Chapter 4: How do health systems invest in talent? has been saved
Chapter 4: How do health systems invest in talent?
Hospital CEO survey series
What can hospital and health system CEOs do now to prepare for the health care workforce of the future? Chapter four in our series explores what executives can do to attract and retain top talent, and drive physician activation.
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- Preparing for the health care workforce of the future
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The changing health care workforce
Hospital and health system CEOs seem to agree that the health care industry workforce is on the brink of transformative change. CEOs need to be ready for what's next. The latest chapter of our hospital CEO series takes a look at the talent changes happening in the health care field. It's clear that as CEOs look to the future of their workforce, they will need new and improved ways to recruit, retain, and engage with their physicians, clinical, and non-clinical staff.
It is no secret that the fundamental business model for the health care industry is changing. To start, the health care system is moving away from a fee-for-service (FSS) model to one that rewards physicians based on value. And, on top of that, hospitals are employing more physicians, nursing staff is aging, margins are tighter, and technologies are altering health care delivery—all of which have a significant impact on future talent needs.
Preparing for the health care workforce of the future
How can health system CEOs prepare for what may be a dramatically different future? First, CEOs and other health system executives should ask themselves the tough questions to understand how transformative changes will impact their physicians, nurses, administrative leaders, health IT professionals, administrative staff, and others.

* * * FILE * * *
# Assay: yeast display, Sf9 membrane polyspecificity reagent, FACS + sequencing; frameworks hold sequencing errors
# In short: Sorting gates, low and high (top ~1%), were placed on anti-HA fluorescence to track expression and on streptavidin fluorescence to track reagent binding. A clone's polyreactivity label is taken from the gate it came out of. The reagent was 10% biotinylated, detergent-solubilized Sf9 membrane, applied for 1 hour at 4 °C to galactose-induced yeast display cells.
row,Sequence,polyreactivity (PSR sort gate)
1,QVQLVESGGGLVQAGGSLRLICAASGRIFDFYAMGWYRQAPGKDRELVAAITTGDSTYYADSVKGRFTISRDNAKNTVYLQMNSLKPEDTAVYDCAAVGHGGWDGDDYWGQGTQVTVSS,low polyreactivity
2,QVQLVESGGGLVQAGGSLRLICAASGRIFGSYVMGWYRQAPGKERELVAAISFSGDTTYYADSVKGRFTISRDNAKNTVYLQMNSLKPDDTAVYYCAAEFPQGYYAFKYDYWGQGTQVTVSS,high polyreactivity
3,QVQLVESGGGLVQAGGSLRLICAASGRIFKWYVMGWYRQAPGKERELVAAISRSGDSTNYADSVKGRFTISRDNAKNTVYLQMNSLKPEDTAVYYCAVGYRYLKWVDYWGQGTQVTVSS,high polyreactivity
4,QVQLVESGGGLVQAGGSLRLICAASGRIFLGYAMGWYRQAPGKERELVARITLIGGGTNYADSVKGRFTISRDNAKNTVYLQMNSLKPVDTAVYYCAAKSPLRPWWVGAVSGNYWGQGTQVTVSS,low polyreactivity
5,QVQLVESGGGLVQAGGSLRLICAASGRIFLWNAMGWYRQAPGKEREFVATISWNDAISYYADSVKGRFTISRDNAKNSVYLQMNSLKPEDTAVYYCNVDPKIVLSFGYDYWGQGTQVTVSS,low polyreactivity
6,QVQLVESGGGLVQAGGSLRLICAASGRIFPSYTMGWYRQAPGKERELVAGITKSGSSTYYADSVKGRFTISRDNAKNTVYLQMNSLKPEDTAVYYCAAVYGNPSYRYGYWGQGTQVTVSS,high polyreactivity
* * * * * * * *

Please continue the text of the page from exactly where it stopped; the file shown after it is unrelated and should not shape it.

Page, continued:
- How can CEOs deal with increasing pressure on doctors and physicians as they deal with "physician burnout"? What strategies can be implemented to engage physicians and motivate behavior change through physician activation?
- How can leaders stay in front of the potential shortage and uneven distribution of medical professionals? How can emerging technologies alleviate these pressures?
- What strategies can CEOs consider to manage talent – especially the millennial generation, many of whom has different preferences than older generations—like data-driven decision making and a focus on work-life balance?
With value-based care expected to greatly influence the way health systems engage with physicians and other talent, CEOs should consider using an evidence-based approach that includes:
- Activating physicians who are incented under different payment structures to transform the care delivery system
- Using a variety of approaches to work with and incentivize employed and affiliated physicians
- Partnering with both employed and affiliated physicians to lower costs and improve quality, patient experience, and staff experience
- Reimagining the future of work and identifying ways to use technology to augment or automate tasks
- Recruiting and retaining a workforce that aligns with the health system’s current and future needs
- Using data, metrics, and reporting to set and monitor performance goals for clinical and nonclinical staff
- Investing in leadership development and recruiting more talent from outside the industry
- Cultivating a workforce culture that supports and facilitates consumer empowerment
- Communicating openly and honestly with employees, affiliates, and associates
- Forming partnerships to develop innovative staffing ideas
To learn more about how health systems can invest in forward-looking leaders, download the full report.
"How are we designing the health care delivery system, professions, and jobs to not only attract the brightest and
—CEO of a large children's hospital